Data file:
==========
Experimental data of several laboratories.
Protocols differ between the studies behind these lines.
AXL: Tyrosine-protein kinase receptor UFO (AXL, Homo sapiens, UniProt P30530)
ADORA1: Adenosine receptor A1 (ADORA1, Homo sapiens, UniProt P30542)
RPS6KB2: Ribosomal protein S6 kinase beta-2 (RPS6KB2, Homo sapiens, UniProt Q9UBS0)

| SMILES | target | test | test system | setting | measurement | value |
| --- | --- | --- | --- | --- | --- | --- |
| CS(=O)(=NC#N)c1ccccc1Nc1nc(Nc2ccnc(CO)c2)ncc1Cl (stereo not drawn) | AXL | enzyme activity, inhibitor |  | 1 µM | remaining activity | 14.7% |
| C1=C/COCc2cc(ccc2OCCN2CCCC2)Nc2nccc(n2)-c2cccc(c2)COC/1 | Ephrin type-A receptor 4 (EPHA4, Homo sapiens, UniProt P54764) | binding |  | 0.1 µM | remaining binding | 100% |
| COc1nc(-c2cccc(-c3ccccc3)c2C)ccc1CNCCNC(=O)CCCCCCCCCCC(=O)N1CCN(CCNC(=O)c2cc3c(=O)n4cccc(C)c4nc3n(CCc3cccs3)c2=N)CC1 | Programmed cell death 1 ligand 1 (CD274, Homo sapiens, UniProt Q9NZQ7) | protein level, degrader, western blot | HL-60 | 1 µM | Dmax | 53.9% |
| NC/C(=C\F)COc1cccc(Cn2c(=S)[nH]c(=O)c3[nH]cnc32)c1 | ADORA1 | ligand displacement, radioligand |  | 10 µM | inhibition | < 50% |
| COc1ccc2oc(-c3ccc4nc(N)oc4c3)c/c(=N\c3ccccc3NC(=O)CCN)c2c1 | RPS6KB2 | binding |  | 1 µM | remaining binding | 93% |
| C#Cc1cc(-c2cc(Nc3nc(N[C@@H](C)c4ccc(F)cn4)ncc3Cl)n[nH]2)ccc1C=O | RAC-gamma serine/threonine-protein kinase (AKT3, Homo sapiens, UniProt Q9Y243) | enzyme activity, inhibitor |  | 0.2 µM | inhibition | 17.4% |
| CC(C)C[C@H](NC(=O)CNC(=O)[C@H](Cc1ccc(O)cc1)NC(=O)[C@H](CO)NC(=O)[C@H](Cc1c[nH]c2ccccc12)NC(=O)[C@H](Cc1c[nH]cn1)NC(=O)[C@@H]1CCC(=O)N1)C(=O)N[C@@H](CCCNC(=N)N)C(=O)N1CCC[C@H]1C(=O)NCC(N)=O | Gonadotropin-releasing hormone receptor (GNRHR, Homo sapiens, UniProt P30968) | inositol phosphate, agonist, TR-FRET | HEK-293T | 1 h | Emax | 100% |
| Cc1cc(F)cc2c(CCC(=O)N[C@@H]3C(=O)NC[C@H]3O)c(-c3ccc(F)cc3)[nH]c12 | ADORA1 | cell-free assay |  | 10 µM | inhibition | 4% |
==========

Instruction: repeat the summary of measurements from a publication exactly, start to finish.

Experimental data of several laboratories.
Protocols differ between the studies behind these lines.
AXL: Tyrosine-protein kinase receptor UFO (AXL, Homo sapiens, UniProt P30530)
ADORA1: Adenosine receptor A1 (ADORA1, Homo sapiens, UniProt P30542)
RPS6KB2: Ribosomal protein S6 kinase beta-2 (RPS6KB2, Homo sapiens, UniProt Q9UBS0)

| SMILES | target | test | test system | setting | measurement | value |
| --- | --- | --- | --- | --- | --- | --- |
| CS(=O)(=NC#N)c1ccccc1Nc1nc(Nc2ccnc(CO)c2)ncc1Cl (stereo not drawn) | AXL | enzyme activity, inhibitor |  | 1 µM | remaining activity | 14.7% |
| C1=C/COCc2cc(ccc2OCCN2CCCC2)Nc2nccc(n2)-c2cccc(c2)COC/1 | Ephrin type-A receptor 4 (EPHA4, Homo sapiens, UniProt P54764) | binding |  | 0.1 µM | remaining binding | 100% |
| COc1nc(-c2cccc(-c3ccccc3)c2C)ccc1CNCCNC(=O)CCCCCCCCCCC(=O)N1CCN(CCNC(=O)c2cc3c(=O)n4cccc(C)c4nc3n(CCc3cccs3)c2=N)CC1 | Programmed cell death 1 ligand 1 (CD274, Homo sapiens, UniProt Q9NZQ7) | protein level, degrader, western blot | HL-60 | 1 µM | Dmax | 53.9% |
| NC/C(=C\F)COc1cccc(Cn2c(=S)[nH]c(=O)c3[nH]cnc32)c1 | ADORA1 | ligand displacement, radioligand |  | 10 µM | inhibition | < 50% |
| COc1ccc2oc(-c3ccc4nc(N)oc4c3)c/c(=N\c3ccccc3NC(=O)CCN)c2c1 | RPS6KB2 | binding |  | 1 µM | remaining binding | 93% |
| C#Cc1cc(-c2cc(Nc3nc(N[C@@H](C)c4ccc(F)cn4)ncc3Cl)n[nH]2)ccc1C=O | RAC-gamma serine/threonine-protein kinase (AKT3, Homo sapiens, UniProt Q9Y243) | enzyme activity, inhibitor |  | 0.2 µM | inhibition | 17.4% |
| CC(C)C[C@H](NC(=O)CNC(=O)[C@H](Cc1ccc(O)cc1)NC(=O)[C@H](CO)NC(=O)[C@H](Cc1c[nH]c2ccccc12)NC(=O)[C@H](Cc1c[nH]cn1)NC(=O)[C@@H]1CCC(=O)N1)C(=O)N[C@@H](CCCNC(=N)N)C(=O)N1CCC[C@H]1C(=O)NCC(N)=O | Gonadotropin-releasing hormone receptor (GNRHR, Homo sapiens, UniProt P30968) | inositol phosphate, agonist, TR-FRET | HEK-293T | 1 h | Emax | 100% |
| Cc1cc(F)cc2c(CCC(=O)N[C@@H]3C(=O)NC[C@H]3O)c(-c3ccc(F)cc3)[nH]c12 | ADORA1 | cell-free assay |  | 10 µM | inhibition | 4% |